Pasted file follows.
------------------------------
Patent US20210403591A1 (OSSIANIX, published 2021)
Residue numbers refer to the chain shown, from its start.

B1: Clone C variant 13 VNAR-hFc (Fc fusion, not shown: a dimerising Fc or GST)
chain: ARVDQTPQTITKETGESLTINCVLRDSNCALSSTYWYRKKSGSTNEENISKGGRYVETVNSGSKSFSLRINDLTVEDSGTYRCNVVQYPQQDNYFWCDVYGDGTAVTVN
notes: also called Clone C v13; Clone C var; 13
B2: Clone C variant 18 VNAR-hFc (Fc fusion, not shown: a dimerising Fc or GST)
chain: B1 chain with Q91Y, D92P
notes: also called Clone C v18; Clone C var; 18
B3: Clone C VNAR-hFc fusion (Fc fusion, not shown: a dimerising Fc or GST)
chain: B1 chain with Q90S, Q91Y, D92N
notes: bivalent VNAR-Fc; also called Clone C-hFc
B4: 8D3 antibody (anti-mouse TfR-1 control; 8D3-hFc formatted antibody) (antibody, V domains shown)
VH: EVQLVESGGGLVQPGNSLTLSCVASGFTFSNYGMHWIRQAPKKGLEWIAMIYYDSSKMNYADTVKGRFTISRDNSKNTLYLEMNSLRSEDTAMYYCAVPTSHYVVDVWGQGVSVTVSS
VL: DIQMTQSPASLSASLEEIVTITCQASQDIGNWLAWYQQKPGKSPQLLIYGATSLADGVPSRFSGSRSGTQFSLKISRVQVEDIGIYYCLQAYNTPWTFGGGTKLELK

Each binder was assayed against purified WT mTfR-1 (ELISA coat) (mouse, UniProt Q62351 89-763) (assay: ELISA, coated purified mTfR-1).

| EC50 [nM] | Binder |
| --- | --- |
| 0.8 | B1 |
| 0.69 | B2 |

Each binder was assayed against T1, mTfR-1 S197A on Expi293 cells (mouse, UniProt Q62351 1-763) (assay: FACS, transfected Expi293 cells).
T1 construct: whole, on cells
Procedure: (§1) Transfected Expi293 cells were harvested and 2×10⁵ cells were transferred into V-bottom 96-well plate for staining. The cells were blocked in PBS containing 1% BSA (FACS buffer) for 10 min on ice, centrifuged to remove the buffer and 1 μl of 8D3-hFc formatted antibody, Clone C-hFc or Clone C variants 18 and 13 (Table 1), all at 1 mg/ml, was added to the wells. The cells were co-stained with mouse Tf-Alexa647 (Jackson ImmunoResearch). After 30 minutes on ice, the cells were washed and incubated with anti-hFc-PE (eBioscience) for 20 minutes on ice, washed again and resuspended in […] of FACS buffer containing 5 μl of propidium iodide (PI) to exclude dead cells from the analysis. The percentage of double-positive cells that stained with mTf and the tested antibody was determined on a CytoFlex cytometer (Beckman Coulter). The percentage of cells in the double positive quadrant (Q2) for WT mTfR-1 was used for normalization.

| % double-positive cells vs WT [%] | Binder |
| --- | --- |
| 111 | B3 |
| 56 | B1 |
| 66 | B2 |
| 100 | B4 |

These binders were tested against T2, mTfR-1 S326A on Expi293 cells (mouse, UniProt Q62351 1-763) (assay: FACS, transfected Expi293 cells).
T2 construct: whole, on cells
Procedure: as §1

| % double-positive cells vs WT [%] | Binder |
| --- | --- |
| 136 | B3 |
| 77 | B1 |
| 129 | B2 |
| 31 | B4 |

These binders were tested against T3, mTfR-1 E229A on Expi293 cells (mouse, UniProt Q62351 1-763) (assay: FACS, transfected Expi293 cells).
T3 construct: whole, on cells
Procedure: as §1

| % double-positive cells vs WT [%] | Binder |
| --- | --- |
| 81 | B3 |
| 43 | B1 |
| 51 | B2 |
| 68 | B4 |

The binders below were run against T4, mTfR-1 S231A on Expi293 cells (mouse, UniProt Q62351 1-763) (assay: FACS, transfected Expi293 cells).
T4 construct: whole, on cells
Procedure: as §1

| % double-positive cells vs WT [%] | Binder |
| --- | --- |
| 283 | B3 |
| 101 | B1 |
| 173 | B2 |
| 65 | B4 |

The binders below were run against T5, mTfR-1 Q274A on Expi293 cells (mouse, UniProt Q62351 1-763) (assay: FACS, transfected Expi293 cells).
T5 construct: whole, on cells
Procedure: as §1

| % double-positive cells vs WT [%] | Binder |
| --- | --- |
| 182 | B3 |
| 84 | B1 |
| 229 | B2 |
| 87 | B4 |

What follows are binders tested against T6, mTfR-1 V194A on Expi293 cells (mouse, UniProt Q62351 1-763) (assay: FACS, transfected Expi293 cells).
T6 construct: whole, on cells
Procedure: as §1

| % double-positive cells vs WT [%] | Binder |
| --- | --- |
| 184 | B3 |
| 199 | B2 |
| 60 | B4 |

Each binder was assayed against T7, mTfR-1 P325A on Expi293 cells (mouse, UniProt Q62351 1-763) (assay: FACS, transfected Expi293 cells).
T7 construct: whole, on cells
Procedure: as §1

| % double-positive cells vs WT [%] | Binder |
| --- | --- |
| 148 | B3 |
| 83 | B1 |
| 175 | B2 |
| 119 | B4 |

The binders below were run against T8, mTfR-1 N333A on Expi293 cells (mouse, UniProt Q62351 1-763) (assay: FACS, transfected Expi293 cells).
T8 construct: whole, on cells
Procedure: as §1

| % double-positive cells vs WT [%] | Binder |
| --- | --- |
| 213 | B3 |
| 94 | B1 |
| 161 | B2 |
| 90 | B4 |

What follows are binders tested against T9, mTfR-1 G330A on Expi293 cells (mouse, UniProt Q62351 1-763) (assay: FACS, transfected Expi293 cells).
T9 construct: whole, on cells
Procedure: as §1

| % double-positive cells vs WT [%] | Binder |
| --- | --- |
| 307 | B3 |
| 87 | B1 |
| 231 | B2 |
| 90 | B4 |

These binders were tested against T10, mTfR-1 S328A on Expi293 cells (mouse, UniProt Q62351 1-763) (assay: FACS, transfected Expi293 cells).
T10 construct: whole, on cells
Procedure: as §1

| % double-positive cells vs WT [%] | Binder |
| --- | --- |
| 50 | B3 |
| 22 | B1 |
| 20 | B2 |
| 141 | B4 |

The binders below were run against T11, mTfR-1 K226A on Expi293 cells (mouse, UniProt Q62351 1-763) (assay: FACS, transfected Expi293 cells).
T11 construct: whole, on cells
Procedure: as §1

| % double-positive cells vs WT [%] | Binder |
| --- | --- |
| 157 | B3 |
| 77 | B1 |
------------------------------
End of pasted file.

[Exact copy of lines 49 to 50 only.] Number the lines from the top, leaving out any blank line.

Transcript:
Procedure: as §1

| % double-positive cells vs WT [%] | Binder |